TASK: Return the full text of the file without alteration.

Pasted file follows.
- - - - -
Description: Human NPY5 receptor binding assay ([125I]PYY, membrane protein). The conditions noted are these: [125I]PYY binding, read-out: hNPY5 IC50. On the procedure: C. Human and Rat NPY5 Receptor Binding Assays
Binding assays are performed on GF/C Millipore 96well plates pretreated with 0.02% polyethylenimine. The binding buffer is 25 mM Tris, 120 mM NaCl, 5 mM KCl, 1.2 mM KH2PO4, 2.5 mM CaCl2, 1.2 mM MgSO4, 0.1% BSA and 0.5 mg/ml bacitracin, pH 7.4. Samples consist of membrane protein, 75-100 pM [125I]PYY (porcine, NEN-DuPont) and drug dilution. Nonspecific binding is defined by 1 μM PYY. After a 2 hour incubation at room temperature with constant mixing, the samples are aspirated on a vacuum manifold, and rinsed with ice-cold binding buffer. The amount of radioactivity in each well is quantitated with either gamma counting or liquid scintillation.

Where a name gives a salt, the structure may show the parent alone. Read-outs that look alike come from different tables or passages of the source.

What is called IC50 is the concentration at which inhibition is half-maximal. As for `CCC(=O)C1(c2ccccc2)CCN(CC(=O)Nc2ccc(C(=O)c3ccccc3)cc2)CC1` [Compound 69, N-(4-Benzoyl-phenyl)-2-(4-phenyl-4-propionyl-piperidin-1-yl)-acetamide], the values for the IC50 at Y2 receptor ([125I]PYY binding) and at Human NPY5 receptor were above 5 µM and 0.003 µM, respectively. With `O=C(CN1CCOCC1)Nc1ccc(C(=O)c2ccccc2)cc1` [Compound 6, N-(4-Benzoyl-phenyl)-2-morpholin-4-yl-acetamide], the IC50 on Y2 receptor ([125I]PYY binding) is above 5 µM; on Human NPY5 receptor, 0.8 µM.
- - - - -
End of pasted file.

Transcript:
Description: Human NPY5 receptor binding assay ([125I]PYY, membrane protein). The conditions noted are these: [125I]PYY binding, read-out: hNPY5 IC50. On the procedure: C. Human and Rat NPY5 Receptor Binding Assays
Binding assays are performed on GF/C Millipore 96well plates pretreated with 0.02% polyethylenimine. The binding buffer is 25 mM Tris, 120 mM NaCl, 5 mM KCl, 1.2 mM KH2PO4, 2.5 mM CaCl2, 1.2 mM MgSO4, 0.1% BSA and 0.5 mg/ml bacitracin, pH 7.4. Samples consist of membrane protein, 75-100 pM [125I]PYY (porcine, NEN-DuPont) and drug dilution. Nonspecific binding is defined by 1 μM PYY. After a 2 hour incubation at room temperature with constant mixing, the samples are aspirated on a vacuum manifold, and rinsed with ice-cold binding buffer. The amount of radioactivity in each well is quantitated with either gamma counting or liquid scintillation.

Where a name gives a salt, the structure may show the parent alone. Read-outs that look alike come from different tables or passages of the source.

What is called IC50 is the concentration at which inhibition is half-maximal. As for `CCC(=O)C1(c2ccccc2)CCN(CC(=O)Nc2ccc(C(=O)c3ccccc3)cc2)CC1` [Compound 69, N-(4-Benzoyl-phenyl)-2-(4-phenyl-4-propionyl-piperidin-1-yl)-acetamide], the values for the IC50 at Y2 receptor ([125I]PYY binding) and at Human NPY5 receptor were above 5 µM and 0.003 µM, respectively. With `O=C(CN1CCOCC1)Nc1ccc(C(=O)c2ccccc2)cc1` [Compound 6, N-(4-Benzoyl-phenyl)-2-morpholin-4-yl-acetamide], the IC50 on Y2 receptor ([125I]PYY binding) is above 5 µM; on Human NPY5 receptor, 0.8 µM.